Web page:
POEM: No Rage Left, Mr. Thomas

Some rage against the dying of the light.
Some rage at the neon glow through their window,
catching them in the eye after midnight,
slowing time’s movement to a viscous flow.

Some rage about the sassy, sloppy youth.
Others rage that the old can’t understand.
Some rage when strangers sit down in their booth.
Others rage when things don’t go as planned.

Some rage about how time moves too quickly.
Others rage that we’re all stuck in the past.
Some rage until they’re tired and sickly.
Some rage they missed out by saving best for last.

You wonder why the lack of deathbed rage?
Let’s call it the wisdom of the end-stage.

POEM: Tesseract Rest

I had a patio into 4th dimensional space.

It was in a shape I couldn’t imagine,

&

I painted it a color that doesn’t exist.

Sometimes it warped into a torus,

&,

inconveniently,

it popped in & out of existence without warning

on more than one occasion.

But it was a fine place to watch the sun come in at the end of a long eternity.

POEM: Ode to Cheese

“Poets have been mysteriously silent on the subject of cheese.” — G.K. Chesterton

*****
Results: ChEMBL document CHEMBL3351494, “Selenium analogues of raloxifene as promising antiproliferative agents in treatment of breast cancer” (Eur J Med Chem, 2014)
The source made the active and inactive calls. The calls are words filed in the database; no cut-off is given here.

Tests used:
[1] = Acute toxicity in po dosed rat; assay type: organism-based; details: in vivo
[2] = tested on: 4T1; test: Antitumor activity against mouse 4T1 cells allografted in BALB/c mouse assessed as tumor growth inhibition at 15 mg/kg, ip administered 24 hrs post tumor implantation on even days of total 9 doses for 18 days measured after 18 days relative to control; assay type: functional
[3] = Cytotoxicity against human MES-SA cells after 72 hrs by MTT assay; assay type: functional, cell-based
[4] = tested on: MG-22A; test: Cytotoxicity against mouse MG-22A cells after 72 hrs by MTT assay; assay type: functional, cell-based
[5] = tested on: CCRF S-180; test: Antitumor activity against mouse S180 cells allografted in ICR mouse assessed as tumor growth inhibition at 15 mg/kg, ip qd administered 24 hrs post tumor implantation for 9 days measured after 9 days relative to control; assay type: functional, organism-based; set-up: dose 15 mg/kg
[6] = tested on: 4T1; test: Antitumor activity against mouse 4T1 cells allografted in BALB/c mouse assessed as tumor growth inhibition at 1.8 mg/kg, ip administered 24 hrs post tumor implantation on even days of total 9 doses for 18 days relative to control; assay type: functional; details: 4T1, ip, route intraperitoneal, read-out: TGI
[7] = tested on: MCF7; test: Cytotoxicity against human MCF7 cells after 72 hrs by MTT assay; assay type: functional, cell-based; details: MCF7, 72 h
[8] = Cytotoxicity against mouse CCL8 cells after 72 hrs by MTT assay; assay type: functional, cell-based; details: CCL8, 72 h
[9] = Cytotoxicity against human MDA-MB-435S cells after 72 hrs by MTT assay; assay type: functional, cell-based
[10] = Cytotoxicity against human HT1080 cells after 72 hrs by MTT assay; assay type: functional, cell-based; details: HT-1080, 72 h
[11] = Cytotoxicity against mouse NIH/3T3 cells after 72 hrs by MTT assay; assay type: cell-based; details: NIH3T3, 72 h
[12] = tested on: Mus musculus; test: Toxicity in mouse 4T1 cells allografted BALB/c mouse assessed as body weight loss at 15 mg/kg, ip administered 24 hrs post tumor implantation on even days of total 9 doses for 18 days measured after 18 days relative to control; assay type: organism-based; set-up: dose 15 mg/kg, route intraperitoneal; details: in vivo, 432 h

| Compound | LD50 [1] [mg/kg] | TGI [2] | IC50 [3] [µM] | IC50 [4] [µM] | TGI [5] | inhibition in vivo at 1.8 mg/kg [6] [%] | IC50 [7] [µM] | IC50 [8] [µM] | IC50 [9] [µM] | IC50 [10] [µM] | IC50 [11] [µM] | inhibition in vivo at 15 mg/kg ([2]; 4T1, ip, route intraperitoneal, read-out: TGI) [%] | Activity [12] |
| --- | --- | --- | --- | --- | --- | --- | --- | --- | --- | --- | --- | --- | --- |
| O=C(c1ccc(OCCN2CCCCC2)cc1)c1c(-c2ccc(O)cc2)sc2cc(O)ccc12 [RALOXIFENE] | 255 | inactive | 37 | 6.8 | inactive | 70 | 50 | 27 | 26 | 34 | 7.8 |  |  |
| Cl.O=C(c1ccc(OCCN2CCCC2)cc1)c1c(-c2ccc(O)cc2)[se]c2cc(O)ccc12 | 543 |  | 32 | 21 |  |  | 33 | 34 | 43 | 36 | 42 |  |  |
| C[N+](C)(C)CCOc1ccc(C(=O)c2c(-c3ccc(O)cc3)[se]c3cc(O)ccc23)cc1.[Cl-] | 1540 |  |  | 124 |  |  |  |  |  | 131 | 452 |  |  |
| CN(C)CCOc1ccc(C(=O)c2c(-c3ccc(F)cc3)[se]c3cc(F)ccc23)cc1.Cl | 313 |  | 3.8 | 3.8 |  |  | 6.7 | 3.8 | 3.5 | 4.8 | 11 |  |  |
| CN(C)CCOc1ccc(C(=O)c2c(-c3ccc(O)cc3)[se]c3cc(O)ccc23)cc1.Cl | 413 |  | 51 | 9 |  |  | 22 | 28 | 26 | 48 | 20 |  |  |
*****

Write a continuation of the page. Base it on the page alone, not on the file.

Ah, Mister Chesterton, I must concur.
The Camembert love is lacking, Monsieur!
If there’s a way to make bacon better,
surely it’s smothering it in Cheddar.

On bread and water prisoners endure,
but brie with bread is the height of grandeur.
What, say you, is more addictive than crack?
Just a cracker topped with Monterey Jack.

Yes, poets obsess on love and death,
but you can smell the Roquefort on their breath.
[OK, there’s no budget for Roquefort,
truth is, it’s a canned cheese of some sort.]

POEM: Missed Message

I heard the Buddha from the banks
of a river gently flowing.
Long before throngs swelled his ranks,
in the days of heaven knowing.

I sought the ferryman to cross,
to hear more than a faint mumble.
I felt missed words as a great loss,
and was made both mild and humble.

But, having missed that wise sermon,
my own truth I must determine.

POEM: A Mile of Murder

On a moonlit midnight —
between the bands of rain —
stretched a mile of murder.

Marched through the night
to keep day roads clear for troops,
Fascists sought to free themselves
of the ugly evidence of their crimes.

But sweeping the weary and woebegone
under the rug is not a rapid task,
and so a mile of murder
mass migrated towards the morn.